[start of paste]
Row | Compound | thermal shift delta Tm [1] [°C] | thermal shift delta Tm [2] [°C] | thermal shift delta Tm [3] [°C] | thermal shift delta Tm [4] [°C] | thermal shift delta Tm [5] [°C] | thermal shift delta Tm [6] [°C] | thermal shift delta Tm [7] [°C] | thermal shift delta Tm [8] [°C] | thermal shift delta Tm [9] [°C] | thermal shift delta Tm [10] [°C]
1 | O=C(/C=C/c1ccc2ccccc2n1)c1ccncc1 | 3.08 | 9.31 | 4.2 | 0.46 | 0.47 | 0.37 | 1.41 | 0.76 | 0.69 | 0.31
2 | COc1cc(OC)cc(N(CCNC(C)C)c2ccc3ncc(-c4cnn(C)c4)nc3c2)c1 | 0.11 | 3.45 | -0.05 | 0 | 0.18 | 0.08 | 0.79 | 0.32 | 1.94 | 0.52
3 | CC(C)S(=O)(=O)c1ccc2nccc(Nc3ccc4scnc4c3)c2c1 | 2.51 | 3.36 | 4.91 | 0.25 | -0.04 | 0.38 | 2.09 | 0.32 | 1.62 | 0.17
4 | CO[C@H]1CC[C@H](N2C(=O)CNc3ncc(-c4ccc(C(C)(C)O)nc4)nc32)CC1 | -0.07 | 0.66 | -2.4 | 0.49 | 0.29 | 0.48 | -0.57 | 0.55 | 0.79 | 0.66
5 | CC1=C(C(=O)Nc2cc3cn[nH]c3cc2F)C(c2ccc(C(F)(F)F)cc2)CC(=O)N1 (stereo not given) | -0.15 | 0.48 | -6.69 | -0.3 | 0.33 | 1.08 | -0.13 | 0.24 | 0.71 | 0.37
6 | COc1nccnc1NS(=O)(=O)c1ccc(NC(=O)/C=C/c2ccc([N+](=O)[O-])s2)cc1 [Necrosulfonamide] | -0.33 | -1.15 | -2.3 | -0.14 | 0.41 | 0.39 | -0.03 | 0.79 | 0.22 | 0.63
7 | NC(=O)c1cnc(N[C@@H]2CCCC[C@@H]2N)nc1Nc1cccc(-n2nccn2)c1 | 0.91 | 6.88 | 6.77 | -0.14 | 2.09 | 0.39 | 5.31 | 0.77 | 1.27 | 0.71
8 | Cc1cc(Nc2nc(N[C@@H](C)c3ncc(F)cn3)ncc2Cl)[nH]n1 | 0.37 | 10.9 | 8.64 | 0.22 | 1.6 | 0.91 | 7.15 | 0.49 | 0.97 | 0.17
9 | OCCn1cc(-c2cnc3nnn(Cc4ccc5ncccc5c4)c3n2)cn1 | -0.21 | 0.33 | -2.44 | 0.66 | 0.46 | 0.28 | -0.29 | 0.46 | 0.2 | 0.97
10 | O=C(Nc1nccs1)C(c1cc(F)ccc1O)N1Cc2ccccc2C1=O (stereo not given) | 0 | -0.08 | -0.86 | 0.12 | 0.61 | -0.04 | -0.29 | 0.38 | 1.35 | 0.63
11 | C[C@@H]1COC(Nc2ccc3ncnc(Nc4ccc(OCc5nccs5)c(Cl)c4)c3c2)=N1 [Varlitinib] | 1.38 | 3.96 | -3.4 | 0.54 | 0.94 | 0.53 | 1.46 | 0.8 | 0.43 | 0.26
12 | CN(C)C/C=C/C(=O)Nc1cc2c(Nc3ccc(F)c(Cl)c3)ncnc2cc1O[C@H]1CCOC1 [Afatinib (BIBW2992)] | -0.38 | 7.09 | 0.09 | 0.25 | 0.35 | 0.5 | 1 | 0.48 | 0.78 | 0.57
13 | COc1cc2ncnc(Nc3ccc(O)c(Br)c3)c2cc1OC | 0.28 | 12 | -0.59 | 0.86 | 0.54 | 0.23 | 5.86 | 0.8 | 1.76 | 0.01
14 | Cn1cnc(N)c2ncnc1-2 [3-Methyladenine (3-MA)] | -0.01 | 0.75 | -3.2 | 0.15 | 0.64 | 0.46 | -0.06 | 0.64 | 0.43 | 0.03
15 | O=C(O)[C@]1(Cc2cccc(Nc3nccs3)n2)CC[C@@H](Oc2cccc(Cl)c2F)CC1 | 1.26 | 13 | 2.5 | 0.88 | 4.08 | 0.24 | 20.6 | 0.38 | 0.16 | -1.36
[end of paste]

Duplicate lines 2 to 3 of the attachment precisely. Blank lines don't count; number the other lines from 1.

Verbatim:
1 | O=C(/C=C/c1ccc2ccccc2n1)c1ccncc1 | 3.08 | 9.31 | 4.2 | 0.46 | 0.47 | 0.37 | 1.41 | 0.76 | 0.69 | 0.31
2 | COc1cc(OC)cc(N(CCNC(C)C)c2ccc3ncc(-c4cnn(C)c4)nc3c2)c1 | 0.11 | 3.45 | -0.05 | 0 | 0.18 | 0.08 | 0.79 | 0.32 | 1.94 | 0.52